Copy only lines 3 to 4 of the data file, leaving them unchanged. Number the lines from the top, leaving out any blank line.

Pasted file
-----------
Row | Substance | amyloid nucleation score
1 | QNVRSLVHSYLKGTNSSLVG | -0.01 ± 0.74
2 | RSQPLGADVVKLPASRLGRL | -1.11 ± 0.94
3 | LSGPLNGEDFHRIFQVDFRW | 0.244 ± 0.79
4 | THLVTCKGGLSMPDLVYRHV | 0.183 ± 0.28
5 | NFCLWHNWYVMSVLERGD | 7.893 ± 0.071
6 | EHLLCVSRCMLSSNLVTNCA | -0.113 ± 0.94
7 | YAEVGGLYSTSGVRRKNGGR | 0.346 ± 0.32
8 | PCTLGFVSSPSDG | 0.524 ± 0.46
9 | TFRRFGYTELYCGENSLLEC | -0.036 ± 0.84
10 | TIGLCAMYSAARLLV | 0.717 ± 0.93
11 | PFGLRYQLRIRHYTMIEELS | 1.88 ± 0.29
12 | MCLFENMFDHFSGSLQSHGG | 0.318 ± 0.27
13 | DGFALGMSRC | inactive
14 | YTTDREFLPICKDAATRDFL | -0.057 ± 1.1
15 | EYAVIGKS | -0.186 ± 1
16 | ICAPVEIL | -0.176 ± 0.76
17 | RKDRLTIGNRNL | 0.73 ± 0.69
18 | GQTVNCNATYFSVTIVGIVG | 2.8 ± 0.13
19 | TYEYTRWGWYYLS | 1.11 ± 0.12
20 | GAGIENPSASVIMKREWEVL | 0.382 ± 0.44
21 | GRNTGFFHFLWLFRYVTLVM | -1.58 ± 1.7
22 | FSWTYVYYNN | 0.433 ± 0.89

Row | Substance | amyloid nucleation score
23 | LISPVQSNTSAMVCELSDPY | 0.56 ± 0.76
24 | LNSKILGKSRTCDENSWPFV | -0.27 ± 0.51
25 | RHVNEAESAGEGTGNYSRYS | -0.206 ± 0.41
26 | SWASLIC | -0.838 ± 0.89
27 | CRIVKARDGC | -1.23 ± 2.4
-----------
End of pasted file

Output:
2 | RSQPLGADVVKLPASRLGRL | -1.11 ± 0.94
3 | LSGPLNGEDFHRIFQVDFRW | 0.244 ± 0.79